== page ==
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Loyola Law Review 2021 Symposium: Structural Racism and the Law

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Structural Racism and the Law: Exploring the Laws and Policies Creating and Sustaining Oppressive Systems

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PLEASE NOTE- Registrants must complete the webinar process Here for access.

After registering, you will receive a confirmation email containing information about joining the webinar.

The Loyola Law Review presents a symposium in collaboration with the Journal of Public Interest Law and the Black Law Student Association. The past year has demonstrated to the general public that the laws and policies of the United States are inherently racist and anti-Black. In the midst of a global pandemic, it was laid bare that the community suffering the greatest losses in terms of evictions, education, police brutality, and health outcomes was the Black community. Structural racism has created complex, yet often hidden, barriers that make it harder for Black people to succeed and has subsequently created generational and structural advantages for white people. These laws and policies might seem racially neutral on their face but often have insidious roots. This symposium will: (1) highlight the historical connection between laws and policies and current structural racism in the United States; and (2) identify the changes needed in various areas of law and policy— housing, city planning, criminal & juvenile justice, mass incarceration, and education —to ensure that as a community, we work together to challenge white supremacy and its influence in the law. Only then can we ensure that these laws are changed and equity is attained for all people.

Louisiana attorneys will recieve 7 Louisiana CLE Credits for attendance.

Visit our Website Here for more information on the speakers and schedule.

Structural Racism in Housing & City Planning

Speakers: Ezra Rosser, Cashauna Hill & Lisa Alexander

First, we will delve into the anti-Black laws and policies that created systemic inequality in communities and cities. This panel will focus on the unjust zoning laws and policies that led to the destruction of Black communities, as well as, limited homeownership. Decades of racist policies, such as neighborhood segregation, have been a driving force in creating the racial wealth gap that persists today. Furthermore, the panel will reveal how the pandemic only exacerbated issues of poverty and inequality. What are the root causes of this disproportionate harm suffered by communities of color? What race neutral policies today uphold white supremacy & inequality? What anti-racist policies should be implemented? How does racism in housing and city planning impact other areas of life?

Following the panel, there will be an audience Q&A

Structural Racism in the Educational System

Speakers: Rachel Moran, Kimberly Robinson & Andre Perry

After our introduction to the racism behind our housing and city planning, we will evaluate the impact of those laws and policies on the educational system. This panel will focus on the inequalities in education that predated the pandemic, the ways that the pandemic exacerbated those disparities, and the possible legal responses to the adverse impacts of school closures. Furthermore, this panel will reveal how structural racism has played a role in the education system since slavery continues to perpetuate these racist practices in its modern day manifestations. How has the Supreme Court doctrine of colorblindness failed our educational system? What is the future of education? What legal frameworks at the intersection of civil rights and environmental law will be effective? What anti-racist policies should be implemented? How can States address the racism of the educational system in the United States?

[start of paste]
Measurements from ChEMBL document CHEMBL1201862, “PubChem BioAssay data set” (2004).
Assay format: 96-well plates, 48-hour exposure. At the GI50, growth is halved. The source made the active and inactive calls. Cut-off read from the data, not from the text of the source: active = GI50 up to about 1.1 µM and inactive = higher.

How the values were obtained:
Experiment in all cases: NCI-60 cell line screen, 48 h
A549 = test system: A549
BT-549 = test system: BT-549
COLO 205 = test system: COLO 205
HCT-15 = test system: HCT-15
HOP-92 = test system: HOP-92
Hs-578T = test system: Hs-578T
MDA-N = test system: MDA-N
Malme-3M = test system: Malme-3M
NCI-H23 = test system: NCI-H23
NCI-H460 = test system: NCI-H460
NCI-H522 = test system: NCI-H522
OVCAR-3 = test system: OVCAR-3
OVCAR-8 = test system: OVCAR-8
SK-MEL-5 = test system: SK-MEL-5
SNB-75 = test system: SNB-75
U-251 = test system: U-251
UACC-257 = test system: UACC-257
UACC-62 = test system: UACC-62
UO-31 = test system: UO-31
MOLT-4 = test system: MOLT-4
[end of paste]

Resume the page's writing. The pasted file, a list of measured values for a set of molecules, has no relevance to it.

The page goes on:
Following the panel, there will be an audience Q&A

Structural Racism in the Criminal Justice System

Speakers: Andrea Armstrong, Nia Weeks & Kristin Henning

No discussion on structural racism would be complete without analyzing the impacts of that racism in our criminal justice system. Many of these issues were laid bare this past summer: police brutality, unequal sentencing, COVID-19 effects on incarcerated persons. What are the critical solutions to addressing the incarceration crisis? Is reform the answer? How has the systemic racism in education and housing exacerbated the criminal justice crisis?

Following the panel, there will be an audience Q&A

Local Focus: How Does Racism in the Law Impact New Orleans Communities?

Speakers: Pastor Gregory Manning, Rayven Calloway, Lynn Rhodes Polk, & Derwyn Bunton

With a greater understanding of the structural racism built into current laws and policies, this panel will address the specific ways racism in the law impacts New Orleanians. Reflecting on the dialogues of the earlier panelists, this panel discussion will include will how racism has impacted housing policy and decisions in New Orleans, including gentrification and environmental racism; racism in the charter school movement and educational system of New Orleans; growing reform of the local criminal justice system; and an exploration of the intersections racism plays in all aspects of local policymaking. Suggestions for reform and a questions & answer section will conclude this panel.


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